Ending the Exceptional: Defiance of Conventions in Dennis Hopper's "Easy Rider"

By Daniel J. Schneider
2010, Vol. 2 No. 07 | pg. 1/2 |

The myth of American exceptionalism has existed since early on in our nation’s history. As early as the mid 1830s, Alexis de Tocqueville proclaimed that the United States held remarkable place in the world, as a nation of immigrants living in the first of the ‘modern’ era (Tocqueville 1). But what the French political scientist did not consider was how this ‘exceptionalism’ was, indeed, a myth - one that had to be sustained through a perpetual progression.

Expansion towards the Pacific provided the easiest mode of sustaining this advancement, and for a long while it was assumed that westward growth was the surest sign of success. In fact, some of the earliest films (and, eventually, television) to hold captive the American audience’s attention were spectacles of U.S. positivism, where good always triumphed over evil and our biggest assumption - that we were, somehow, inexorably right - was never defeated by naysayers (even metaphorical naysayers, as was often the case of the ‘man in black’).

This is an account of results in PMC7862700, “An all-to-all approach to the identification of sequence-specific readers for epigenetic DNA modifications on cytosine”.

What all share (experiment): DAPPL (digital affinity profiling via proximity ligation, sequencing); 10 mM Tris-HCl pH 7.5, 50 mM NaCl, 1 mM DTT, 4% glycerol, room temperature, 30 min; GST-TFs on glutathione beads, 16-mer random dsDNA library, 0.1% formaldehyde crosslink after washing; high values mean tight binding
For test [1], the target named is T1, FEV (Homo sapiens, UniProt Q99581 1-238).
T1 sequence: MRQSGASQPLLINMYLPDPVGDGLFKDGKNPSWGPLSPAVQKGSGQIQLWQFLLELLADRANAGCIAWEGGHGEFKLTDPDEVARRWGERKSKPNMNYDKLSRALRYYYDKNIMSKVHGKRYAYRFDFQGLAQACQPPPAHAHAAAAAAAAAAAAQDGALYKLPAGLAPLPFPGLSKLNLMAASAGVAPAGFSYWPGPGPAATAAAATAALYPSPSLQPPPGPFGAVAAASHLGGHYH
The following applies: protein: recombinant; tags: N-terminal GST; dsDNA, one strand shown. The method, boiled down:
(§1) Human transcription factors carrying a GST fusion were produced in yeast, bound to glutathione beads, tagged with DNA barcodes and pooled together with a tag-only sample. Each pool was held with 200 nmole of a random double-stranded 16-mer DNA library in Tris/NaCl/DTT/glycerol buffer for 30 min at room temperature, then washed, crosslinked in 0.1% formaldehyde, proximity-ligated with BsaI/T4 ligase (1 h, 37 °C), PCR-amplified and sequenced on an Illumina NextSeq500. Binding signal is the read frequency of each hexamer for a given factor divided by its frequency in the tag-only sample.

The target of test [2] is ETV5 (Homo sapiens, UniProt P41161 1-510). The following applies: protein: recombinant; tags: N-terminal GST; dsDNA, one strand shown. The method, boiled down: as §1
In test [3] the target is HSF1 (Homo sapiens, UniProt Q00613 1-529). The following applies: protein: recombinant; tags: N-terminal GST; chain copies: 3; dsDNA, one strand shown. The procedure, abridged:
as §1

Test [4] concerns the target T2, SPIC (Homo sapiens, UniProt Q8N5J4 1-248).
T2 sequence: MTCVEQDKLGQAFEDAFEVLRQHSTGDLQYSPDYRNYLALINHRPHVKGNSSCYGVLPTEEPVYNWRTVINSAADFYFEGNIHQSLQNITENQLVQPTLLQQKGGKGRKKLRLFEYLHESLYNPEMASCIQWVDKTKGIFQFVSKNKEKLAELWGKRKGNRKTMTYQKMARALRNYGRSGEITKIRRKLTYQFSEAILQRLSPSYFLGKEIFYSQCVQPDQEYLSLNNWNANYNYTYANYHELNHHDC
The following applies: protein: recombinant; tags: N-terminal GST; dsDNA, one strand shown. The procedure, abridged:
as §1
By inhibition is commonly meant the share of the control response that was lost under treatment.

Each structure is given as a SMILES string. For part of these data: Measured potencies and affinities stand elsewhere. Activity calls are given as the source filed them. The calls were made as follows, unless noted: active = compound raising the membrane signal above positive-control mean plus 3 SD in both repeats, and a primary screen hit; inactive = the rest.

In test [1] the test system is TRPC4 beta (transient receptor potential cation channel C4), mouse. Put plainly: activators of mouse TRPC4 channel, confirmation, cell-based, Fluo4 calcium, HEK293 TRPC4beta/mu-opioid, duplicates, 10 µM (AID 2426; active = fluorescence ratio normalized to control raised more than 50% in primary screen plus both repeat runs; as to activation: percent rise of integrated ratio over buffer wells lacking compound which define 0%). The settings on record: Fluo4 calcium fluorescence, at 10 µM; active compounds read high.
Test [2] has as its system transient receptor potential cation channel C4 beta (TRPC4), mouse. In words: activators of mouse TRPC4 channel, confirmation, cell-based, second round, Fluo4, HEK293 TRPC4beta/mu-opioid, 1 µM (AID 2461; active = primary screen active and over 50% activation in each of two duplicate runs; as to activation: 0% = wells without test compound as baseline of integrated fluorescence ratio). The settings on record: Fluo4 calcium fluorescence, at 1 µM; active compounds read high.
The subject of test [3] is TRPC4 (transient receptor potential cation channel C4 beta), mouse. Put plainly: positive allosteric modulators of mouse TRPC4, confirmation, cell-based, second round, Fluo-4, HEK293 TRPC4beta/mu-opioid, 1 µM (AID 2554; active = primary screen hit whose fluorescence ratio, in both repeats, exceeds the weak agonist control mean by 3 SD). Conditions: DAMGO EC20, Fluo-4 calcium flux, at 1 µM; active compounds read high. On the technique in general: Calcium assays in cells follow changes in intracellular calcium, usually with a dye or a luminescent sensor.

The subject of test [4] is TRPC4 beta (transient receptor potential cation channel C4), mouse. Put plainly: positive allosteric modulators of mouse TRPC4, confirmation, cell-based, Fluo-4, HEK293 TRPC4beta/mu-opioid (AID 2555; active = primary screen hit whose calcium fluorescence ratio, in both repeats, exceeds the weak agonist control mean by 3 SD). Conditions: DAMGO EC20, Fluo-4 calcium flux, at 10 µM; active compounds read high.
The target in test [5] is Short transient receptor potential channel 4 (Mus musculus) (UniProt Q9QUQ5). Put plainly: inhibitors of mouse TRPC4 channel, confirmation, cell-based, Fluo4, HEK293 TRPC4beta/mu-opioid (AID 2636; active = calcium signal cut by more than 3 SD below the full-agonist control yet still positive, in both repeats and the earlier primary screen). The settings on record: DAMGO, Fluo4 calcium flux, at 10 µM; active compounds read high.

This overarching assumption is more difficult to find in later Westerns; films like John Ford’s The Searchers, while not overtly condemning the actions of its mysterious protagonist, are certainly not exactly ecstatic about the Western White Man; both in his attempts to control a land and an indigenous people who never seemed to want him there in the first place.. In fact, that old teleological ethic - which kept America strong through a , two world wars and two centuries of expansion - was beginning to erode. In 1969, after years of protests against institutional racism, the War and what many of the nation’s youth saw as dated social mores, that erosion turned to perforation.

If The Searchers was a sign of wear showing in the cloak of exceptionalism, then Dennis Hopper’s Easy Rider was the first big tear. This presents something fairly alien in , especially within the Western genre: two characters attempting to escape from a country they never asked for, in any way that they can. It defies as many conventions of American cinema as it does conventions of American social life. By modifying the conventional Hollywood ‘road’ movie narrative, incorporating modern folk/rock music as non-diegetic sound and utilizing shocking imagery – both socially and in terms of editing style - Dennis Hopper’s Easy Rider stands as a testament to the changes going on in our nation in the late 1960s.